When one of the District of Columbia’s top political leaders is willing to spend a day at the shooting range with a new gun owner, it’s a sign the capital city may be ready to put aside the past. For 30 years, Washington banned handguns, only to face a Supreme Court rebuke in 2008. Now the city is about to make it easier for law-abiding residents to legally own a firearm.
On Tuesday, the D.C. Council is expected to pass the Firearms Amendment Act of 2012 under expedited procedures so it can take effect this summer. The ordinance will do away with many of the expensive and time-consuming hurdles to registering a gun in the District that were put in place after the court’s decision.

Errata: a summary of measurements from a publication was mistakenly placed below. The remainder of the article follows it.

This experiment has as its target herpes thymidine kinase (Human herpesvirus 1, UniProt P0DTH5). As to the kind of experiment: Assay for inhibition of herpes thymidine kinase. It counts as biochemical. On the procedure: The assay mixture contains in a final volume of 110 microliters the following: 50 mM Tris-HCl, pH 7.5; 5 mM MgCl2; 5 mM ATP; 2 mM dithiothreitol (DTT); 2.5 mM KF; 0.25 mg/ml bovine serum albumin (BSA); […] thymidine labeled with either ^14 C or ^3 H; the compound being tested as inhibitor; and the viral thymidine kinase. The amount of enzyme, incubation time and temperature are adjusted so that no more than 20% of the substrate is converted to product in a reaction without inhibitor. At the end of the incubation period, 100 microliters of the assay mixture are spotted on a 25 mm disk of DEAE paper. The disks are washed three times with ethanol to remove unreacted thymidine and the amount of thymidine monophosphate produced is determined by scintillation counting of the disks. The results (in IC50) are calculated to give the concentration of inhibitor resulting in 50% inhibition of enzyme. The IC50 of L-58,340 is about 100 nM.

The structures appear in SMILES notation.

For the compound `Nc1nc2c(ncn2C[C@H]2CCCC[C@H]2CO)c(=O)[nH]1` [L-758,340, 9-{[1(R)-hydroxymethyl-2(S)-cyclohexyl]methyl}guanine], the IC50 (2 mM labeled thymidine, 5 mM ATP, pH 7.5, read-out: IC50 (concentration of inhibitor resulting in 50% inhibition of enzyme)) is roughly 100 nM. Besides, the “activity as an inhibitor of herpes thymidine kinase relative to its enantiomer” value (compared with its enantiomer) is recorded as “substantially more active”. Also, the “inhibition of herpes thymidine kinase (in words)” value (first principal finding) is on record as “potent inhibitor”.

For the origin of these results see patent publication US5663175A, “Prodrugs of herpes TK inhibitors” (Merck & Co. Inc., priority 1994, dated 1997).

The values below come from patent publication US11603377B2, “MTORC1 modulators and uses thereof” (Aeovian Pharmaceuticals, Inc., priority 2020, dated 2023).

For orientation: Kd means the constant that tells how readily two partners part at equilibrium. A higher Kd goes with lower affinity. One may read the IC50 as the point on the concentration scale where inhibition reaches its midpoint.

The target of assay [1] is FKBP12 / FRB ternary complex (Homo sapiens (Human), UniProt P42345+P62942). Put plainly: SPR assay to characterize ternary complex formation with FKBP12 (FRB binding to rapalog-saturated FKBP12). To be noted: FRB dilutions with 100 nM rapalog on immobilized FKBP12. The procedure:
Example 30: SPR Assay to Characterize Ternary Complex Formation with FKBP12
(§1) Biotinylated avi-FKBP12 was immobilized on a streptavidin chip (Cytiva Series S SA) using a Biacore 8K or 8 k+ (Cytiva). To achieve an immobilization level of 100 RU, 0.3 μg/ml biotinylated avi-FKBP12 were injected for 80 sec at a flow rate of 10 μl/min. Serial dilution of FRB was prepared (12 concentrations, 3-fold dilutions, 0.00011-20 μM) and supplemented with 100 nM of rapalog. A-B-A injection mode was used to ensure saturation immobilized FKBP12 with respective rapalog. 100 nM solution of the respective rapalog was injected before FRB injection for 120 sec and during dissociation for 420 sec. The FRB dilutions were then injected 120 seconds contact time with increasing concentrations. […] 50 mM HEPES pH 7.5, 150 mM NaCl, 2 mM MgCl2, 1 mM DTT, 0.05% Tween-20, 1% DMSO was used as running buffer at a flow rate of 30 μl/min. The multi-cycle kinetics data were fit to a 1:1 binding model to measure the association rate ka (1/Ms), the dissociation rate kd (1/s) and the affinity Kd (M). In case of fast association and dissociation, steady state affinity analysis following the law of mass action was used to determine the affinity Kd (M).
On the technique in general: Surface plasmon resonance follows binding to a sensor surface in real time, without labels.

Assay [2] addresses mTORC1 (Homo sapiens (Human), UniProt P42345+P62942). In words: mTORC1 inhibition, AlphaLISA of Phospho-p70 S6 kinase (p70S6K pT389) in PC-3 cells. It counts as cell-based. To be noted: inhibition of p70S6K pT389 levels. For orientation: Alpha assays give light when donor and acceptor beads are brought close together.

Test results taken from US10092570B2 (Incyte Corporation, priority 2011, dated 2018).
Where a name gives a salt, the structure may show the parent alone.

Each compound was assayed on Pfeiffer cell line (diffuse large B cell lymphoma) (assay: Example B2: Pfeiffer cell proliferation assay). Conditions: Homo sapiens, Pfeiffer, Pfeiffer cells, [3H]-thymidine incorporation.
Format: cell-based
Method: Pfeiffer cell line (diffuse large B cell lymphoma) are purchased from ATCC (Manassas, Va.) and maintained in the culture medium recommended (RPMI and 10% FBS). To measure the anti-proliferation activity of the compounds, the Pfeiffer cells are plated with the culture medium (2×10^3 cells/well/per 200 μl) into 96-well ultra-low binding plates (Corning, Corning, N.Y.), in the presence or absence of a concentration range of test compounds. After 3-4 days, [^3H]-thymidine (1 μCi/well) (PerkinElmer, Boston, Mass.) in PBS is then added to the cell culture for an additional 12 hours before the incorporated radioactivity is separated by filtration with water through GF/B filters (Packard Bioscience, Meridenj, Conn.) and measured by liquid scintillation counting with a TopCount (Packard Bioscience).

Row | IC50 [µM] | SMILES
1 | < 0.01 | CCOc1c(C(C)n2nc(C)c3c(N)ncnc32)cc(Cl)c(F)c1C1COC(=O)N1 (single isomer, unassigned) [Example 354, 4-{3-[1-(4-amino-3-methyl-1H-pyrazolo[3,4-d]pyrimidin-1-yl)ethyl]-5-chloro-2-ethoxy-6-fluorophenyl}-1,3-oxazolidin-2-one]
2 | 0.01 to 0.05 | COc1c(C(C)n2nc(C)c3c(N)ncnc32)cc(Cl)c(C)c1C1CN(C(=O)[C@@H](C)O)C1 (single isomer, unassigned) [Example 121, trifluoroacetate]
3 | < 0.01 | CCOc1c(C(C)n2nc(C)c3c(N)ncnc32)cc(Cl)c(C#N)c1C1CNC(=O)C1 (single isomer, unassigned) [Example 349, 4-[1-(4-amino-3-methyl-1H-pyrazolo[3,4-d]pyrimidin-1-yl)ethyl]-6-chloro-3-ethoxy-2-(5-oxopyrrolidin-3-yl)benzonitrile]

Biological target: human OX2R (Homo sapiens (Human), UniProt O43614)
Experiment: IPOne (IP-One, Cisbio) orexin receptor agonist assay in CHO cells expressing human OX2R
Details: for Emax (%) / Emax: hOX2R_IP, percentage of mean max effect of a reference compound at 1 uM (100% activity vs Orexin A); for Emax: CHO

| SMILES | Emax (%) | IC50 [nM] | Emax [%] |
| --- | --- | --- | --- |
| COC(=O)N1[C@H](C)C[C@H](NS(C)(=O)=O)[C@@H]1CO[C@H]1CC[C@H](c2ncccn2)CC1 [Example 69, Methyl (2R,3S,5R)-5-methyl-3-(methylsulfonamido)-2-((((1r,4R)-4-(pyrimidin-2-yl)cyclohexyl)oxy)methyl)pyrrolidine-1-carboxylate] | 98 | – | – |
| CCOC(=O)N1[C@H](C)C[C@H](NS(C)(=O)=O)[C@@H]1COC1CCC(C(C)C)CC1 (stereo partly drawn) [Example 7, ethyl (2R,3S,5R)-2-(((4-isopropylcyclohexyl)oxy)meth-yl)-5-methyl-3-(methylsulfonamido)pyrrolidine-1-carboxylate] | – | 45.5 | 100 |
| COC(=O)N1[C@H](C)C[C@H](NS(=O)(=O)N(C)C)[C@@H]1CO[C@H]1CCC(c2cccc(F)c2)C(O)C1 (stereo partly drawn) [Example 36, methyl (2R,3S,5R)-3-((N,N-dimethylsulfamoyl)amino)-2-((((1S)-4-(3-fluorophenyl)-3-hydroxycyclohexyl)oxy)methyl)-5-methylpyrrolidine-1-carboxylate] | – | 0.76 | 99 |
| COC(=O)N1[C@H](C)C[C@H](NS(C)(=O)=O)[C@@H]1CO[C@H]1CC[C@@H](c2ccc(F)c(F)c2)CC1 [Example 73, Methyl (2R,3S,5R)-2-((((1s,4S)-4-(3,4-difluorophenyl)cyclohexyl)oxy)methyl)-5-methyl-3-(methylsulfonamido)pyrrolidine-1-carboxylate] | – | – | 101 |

D.C. Council Chairman Kwame R. Brown, who will vote for the bill, has made a 180 on gun rights. Last fall, when I began my series “Emily Gets Her Gun,” about the process of getting a legal handgun in the District, I asked Mr. Brown if he thought the city was adhering to the high court’s decision that the gun ban was unconstitutional.
He didn’t answer directly. “The real question is how do we reduce crime, how do we get people back to work,” Mr. Brown said. “When you do that, so you can reduce crime, so it reduces the fear of crime.” I pointed out that higher gun ownership always leads to less crime. . . .

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Obama's inner circle


Talks during coming days

The first four talks will be on gun control issues.
San Francisco Federalist Society, Lawyers Chapter, April 17, 2012, 4 Embarcadero Center, 17th Floor. People arrive at 5:45 pm and things get started with the program at 6:15.

University of Santa Clara Law School, April 18, noon to 1:15 PM